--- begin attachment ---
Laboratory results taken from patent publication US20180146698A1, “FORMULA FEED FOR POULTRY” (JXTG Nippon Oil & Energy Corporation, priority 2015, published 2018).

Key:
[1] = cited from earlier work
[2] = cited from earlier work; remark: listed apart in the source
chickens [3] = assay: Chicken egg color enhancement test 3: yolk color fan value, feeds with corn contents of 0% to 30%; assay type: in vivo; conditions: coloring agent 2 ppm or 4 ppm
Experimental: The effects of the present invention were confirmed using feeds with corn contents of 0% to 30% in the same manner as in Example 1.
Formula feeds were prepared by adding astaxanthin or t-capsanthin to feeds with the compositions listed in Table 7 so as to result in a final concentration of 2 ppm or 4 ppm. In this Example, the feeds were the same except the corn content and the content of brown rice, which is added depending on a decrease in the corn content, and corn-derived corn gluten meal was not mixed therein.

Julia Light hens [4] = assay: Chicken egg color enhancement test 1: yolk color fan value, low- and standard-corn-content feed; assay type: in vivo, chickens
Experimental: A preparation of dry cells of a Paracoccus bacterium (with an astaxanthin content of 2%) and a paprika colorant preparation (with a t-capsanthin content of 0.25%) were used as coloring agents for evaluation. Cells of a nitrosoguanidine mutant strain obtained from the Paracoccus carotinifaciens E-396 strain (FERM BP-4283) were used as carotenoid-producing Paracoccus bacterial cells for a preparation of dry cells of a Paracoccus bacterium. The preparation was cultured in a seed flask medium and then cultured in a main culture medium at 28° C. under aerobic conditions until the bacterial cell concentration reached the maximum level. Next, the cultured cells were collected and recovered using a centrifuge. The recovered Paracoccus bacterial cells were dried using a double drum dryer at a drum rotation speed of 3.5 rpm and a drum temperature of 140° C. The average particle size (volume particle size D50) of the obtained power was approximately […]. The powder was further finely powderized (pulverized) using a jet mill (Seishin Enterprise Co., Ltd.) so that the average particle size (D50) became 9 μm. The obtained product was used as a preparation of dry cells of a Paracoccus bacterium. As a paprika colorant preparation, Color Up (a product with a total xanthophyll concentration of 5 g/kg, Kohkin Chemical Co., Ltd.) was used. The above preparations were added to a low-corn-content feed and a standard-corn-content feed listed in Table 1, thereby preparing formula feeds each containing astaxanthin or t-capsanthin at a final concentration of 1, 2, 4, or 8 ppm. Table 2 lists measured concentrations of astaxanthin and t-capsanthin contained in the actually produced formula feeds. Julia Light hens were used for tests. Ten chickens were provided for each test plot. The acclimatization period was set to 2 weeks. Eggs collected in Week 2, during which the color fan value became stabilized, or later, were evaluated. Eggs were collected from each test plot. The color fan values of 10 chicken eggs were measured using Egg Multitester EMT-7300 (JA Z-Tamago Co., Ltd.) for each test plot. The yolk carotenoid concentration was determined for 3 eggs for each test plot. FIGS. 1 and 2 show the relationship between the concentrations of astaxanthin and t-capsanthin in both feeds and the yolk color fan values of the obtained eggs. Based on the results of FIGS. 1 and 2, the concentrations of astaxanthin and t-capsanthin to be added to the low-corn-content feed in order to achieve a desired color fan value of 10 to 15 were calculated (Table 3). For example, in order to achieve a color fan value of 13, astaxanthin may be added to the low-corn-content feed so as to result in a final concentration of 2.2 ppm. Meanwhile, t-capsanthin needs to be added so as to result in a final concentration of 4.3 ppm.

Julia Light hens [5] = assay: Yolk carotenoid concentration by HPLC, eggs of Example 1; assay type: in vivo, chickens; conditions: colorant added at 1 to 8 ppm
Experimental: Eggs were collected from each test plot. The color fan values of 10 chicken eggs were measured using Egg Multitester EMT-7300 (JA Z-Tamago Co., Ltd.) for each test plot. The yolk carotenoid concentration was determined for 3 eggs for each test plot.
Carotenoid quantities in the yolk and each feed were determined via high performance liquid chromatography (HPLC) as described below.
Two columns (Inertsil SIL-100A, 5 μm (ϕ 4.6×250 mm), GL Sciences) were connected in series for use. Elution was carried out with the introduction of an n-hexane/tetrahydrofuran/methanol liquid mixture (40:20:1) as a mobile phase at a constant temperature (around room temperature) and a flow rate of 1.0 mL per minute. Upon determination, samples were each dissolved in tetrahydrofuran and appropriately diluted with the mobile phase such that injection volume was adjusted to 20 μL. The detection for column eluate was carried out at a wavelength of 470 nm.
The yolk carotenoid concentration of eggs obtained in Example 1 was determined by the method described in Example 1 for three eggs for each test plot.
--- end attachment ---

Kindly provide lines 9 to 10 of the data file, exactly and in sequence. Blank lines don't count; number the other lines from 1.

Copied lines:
Experimental: A preparation of dry cells of a Paracoccus bacterium (with an astaxanthin content of 2%) and a paprika colorant preparation (with a t-capsanthin content of 0.25%) were used as coloring agents for evaluation. Cells of a nitrosoguanidine mutant strain obtained from the Paracoccus carotinifaciens E-396 strain (FERM BP-4283) were used as carotenoid-producing Paracoccus bacterial cells for a preparation of dry cells of a Paracoccus bacterium. The preparation was cultured in a seed flask medium and then cultured in a main culture medium at 28° C. under aerobic conditions until the bacterial cell concentration reached the maximum level. Next, the cultured cells were collected and recovered using a centrifuge. The recovered Paracoccus bacterial cells were dried using a double drum dryer at a drum rotation speed of 3.5 rpm and a drum temperature of 140° C. The average particle size (volume particle size D50) of the obtained power was approximately […]. The powder was further finely powderized (pulverized) using a jet mill (Seishin Enterprise Co., Ltd.) so that the average particle size (D50) became 9 μm. The obtained product was used as a preparation of dry cells of a Paracoccus bacterium. As a paprika colorant preparation, Color Up (a product with a total xanthophyll concentration of 5 g/kg, Kohkin Chemical Co., Ltd.) was used. The above preparations were added to a low-corn-content feed and a standard-corn-content feed listed in Table 1, thereby preparing formula feeds each containing astaxanthin or t-capsanthin at a final concentration of 1, 2, 4, or 8 ppm. Table 2 lists measured concentrations of astaxanthin and t-capsanthin contained in the actually produced formula feeds. Julia Light hens were used for tests. Ten chickens were provided for each test plot. The acclimatization period was set to 2 weeks. Eggs collected in Week 2, during which the color fan value became stabilized, or later, were evaluated. Eggs were collected from each test plot. The color fan values of 10 chicken eggs were measured using Egg Multitester EMT-7300 (JA Z-Tamago Co., Ltd.) for each test plot. The yolk carotenoid concentration was determined for 3 eggs for each test plot. FIGS. 1 and 2 show the relationship between the concentrations of astaxanthin and t-capsanthin in both feeds and the yolk color fan values of the obtained eggs. Based on the results of FIGS. 1 and 2, the concentrations of astaxanthin and t-capsanthin to be added to the low-corn-content feed in order to achieve a desired color fan value of 10 to 15 were calculated (Table 3). For example, in order to achieve a color fan value of 13, astaxanthin may be added to the low-corn-content feed so as to result in a final concentration of 2.2 ppm. Meanwhile, t-capsanthin needs to be added so as to result in a final concentration of 4.3 ppm.

Julia Light hens [5] = assay: Yolk carotenoid concentration by HPLC, eggs of Example 1; assay type: in vivo, chickens; conditions: colorant added at 1 to 8 ppm